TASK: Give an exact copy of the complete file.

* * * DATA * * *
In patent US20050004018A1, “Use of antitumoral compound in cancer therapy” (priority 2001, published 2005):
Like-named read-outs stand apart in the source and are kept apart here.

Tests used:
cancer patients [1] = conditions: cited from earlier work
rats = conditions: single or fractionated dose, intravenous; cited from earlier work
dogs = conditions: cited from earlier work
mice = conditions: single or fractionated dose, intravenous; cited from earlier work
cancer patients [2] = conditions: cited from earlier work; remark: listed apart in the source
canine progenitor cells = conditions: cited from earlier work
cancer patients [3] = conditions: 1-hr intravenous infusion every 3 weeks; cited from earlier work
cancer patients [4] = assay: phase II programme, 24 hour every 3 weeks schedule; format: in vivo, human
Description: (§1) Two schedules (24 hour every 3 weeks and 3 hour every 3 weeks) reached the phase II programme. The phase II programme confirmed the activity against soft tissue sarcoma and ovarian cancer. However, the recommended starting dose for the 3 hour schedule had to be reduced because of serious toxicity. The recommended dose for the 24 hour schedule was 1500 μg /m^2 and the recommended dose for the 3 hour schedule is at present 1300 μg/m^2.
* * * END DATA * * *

In patent US20050004018A1, “Use of antitumoral compound in cancer therapy” (priority 2001, published 2005):
Like-named read-outs stand apart in the source and are kept apart here.

Tests used:
cancer patients [1] = conditions: cited from earlier work
rats = conditions: single or fractionated dose, intravenous; cited from earlier work
dogs = conditions: cited from earlier work
mice = conditions: single or fractionated dose, intravenous; cited from earlier work
cancer patients [2] = conditions: cited from earlier work; remark: listed apart in the source
canine progenitor cells = conditions: cited from earlier work
cancer patients [3] = conditions: 1-hr intravenous infusion every 3 weeks; cited from earlier work
cancer patients [4] = assay: phase II programme, 24 hour every 3 weeks schedule; format: in vivo, human
Description: (§1) Two schedules (24 hour every 3 weeks and 3 hour every 3 weeks) reached the phase II programme. The phase II programme confirmed the activity against soft tissue sarcoma and ovarian cancer. However, the recommended starting dose for the 3 hour schedule had to be reduced because of serious toxicity. The recommended dose for the 24 hour schedule was 1500 μg /m^2 and the recommended dose for the 3 hour schedule is at present 1300 μg/m^2.